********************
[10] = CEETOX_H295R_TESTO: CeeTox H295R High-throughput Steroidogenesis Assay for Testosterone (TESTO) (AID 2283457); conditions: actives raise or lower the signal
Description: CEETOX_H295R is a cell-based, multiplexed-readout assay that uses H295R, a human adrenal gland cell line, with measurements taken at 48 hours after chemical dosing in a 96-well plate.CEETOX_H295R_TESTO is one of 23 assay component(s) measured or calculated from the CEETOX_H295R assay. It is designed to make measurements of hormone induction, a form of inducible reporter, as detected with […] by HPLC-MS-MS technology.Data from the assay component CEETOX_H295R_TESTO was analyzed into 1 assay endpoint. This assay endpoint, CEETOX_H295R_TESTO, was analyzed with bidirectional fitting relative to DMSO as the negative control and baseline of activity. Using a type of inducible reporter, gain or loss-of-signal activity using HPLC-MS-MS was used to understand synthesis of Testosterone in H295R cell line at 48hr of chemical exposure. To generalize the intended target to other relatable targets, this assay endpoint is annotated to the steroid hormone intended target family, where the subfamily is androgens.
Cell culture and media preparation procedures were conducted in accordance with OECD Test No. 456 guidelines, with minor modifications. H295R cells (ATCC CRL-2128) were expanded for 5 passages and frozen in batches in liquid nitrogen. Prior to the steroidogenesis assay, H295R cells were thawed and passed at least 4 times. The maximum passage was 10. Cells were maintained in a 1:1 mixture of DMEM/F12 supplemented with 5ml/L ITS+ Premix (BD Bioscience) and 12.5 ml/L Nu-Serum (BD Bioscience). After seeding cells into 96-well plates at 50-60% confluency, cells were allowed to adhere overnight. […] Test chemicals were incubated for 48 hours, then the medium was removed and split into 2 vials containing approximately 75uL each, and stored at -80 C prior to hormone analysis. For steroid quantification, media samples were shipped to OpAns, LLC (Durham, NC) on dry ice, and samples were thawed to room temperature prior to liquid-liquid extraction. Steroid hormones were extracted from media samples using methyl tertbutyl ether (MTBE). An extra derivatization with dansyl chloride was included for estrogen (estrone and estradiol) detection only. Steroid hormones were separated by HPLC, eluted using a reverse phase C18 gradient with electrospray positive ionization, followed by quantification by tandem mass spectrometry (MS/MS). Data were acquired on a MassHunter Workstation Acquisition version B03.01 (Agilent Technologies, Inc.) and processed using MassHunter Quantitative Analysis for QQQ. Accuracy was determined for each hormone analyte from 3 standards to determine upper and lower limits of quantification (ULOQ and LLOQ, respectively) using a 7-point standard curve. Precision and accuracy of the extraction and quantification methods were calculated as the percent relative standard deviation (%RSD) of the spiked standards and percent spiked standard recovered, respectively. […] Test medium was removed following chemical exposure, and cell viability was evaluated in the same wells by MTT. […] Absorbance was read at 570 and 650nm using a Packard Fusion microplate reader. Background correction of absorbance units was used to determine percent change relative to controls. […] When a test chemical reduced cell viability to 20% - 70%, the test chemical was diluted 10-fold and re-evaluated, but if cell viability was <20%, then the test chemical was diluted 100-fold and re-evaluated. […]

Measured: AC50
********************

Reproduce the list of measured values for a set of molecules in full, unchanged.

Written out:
[10] = CEETOX_H295R_TESTO: CeeTox H295R High-throughput Steroidogenesis Assay for Testosterone (TESTO) (AID 2283457); conditions: actives raise or lower the signal
Description: CEETOX_H295R is a cell-based, multiplexed-readout assay that uses H295R, a human adrenal gland cell line, with measurements taken at 48 hours after chemical dosing in a 96-well plate.CEETOX_H295R_TESTO is one of 23 assay component(s) measured or calculated from the CEETOX_H295R assay. It is designed to make measurements of hormone induction, a form of inducible reporter, as detected with […] by HPLC-MS-MS technology.Data from the assay component CEETOX_H295R_TESTO was analyzed into 1 assay endpoint. This assay endpoint, CEETOX_H295R_TESTO, was analyzed with bidirectional fitting relative to DMSO as the negative control and baseline of activity. Using a type of inducible reporter, gain or loss-of-signal activity using HPLC-MS-MS was used to understand synthesis of Testosterone in H295R cell line at 48hr of chemical exposure. To generalize the intended target to other relatable targets, this assay endpoint is annotated to the steroid hormone intended target family, where the subfamily is androgens.
Cell culture and media preparation procedures were conducted in accordance with OECD Test No. 456 guidelines, with minor modifications. H295R cells (ATCC CRL-2128) were expanded for 5 passages and frozen in batches in liquid nitrogen. Prior to the steroidogenesis assay, H295R cells were thawed and passed at least 4 times. The maximum passage was 10. Cells were maintained in a 1:1 mixture of DMEM/F12 supplemented with 5ml/L ITS+ Premix (BD Bioscience) and 12.5 ml/L Nu-Serum (BD Bioscience). After seeding cells into 96-well plates at 50-60% confluency, cells were allowed to adhere overnight. […] Test chemicals were incubated for 48 hours, then the medium was removed and split into 2 vials containing approximately 75uL each, and stored at -80 C prior to hormone analysis. For steroid quantification, media samples were shipped to OpAns, LLC (Durham, NC) on dry ice, and samples were thawed to room temperature prior to liquid-liquid extraction. Steroid hormones were extracted from media samples using methyl tertbutyl ether (MTBE). An extra derivatization with dansyl chloride was included for estrogen (estrone and estradiol) detection only. Steroid hormones were separated by HPLC, eluted using a reverse phase C18 gradient with electrospray positive ionization, followed by quantification by tandem mass spectrometry (MS/MS). Data were acquired on a MassHunter Workstation Acquisition version B03.01 (Agilent Technologies, Inc.) and processed using MassHunter Quantitative Analysis for QQQ. Accuracy was determined for each hormone analyte from 3 standards to determine upper and lower limits of quantification (ULOQ and LLOQ, respectively) using a 7-point standard curve. Precision and accuracy of the extraction and quantification methods were calculated as the percent relative standard deviation (%RSD) of the spiked standards and percent spiked standard recovered, respectively. […] Test medium was removed following chemical exposure, and cell viability was evaluated in the same wells by MTT. […] Absorbance was read at 570 and 650nm using a Packard Fusion microplate reader. Background correction of absorbance units was used to determine percent change relative to controls. […] When a test chemical reduced cell viability to 20% - 70%, the test chemical was diluted 10-fold and re-evaluated, but if cell viability was <20%, then the test chemical was diluted 100-fold and re-evaluated. […]

Measured: AC50